Final arguments began in the Charles Taylor trial on Tuesday. The principal defence counsel, Courtenay Griffiths QC, was a few weeks late submitting the defense brief, and the judges refused to accept it. He walked out of the Court in protest. He returned later in the week to face possible contempt proceedings. But the judges have also decided to suspend the hearings pending the appeal by Griffiths of their decision not to accept the defence brief.
I have difficulty understanding the logic at work here.
To my mind, the logical reason for refusing the defence brief would be that allowing it would further delay the trial. But now the trial is delayed anyway, pending the appeal. It might also make sense for a court to make such a ruling where there is a systematic problem of late filings and where an example needs to be made. But this is the last trial of the Special Court for Sierra Leone before it goes out of business.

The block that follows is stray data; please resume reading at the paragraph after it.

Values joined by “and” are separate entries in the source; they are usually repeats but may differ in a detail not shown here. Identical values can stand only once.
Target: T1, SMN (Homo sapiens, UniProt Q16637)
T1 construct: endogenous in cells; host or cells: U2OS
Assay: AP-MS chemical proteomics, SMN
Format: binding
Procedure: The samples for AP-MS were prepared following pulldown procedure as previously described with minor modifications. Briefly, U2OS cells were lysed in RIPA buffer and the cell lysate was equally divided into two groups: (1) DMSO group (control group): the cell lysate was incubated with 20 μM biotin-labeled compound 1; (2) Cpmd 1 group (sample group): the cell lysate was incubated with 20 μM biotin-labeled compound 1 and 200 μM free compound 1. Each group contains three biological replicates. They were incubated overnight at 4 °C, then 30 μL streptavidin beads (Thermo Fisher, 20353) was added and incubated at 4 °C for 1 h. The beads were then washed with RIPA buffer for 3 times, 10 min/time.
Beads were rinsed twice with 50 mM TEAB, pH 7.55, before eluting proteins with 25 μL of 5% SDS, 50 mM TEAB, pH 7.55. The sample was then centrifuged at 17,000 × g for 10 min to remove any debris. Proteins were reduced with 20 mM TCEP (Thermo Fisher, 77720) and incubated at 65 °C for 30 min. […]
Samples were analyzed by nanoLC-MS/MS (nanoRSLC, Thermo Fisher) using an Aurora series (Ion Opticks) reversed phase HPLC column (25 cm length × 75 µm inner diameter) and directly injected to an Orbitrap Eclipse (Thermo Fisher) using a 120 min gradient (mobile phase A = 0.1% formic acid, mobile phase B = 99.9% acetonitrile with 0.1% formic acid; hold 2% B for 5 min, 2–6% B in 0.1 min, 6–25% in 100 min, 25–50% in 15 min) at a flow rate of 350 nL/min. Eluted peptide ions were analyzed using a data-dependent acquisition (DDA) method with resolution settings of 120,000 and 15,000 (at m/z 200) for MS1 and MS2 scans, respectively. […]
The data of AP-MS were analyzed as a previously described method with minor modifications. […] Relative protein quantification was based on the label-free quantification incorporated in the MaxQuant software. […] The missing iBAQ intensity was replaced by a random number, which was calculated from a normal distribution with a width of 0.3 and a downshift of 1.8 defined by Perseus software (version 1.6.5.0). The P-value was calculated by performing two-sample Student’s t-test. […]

The prosecution brief is already on the Court's website for all to read. I can't post an unredacted version of the whole defense brief because it contains confidential material. But I have obtained, for readers of the blog, the first portion of the defence brief - about 50 pages of it. I know that judges and their legal assistants occasionally look at this blog. Perhaps they can read the defence brief here, even if they don't officially admit it into the record. Surely they can only benefit, in their search for the truth, from consideration of the submissions of the defence.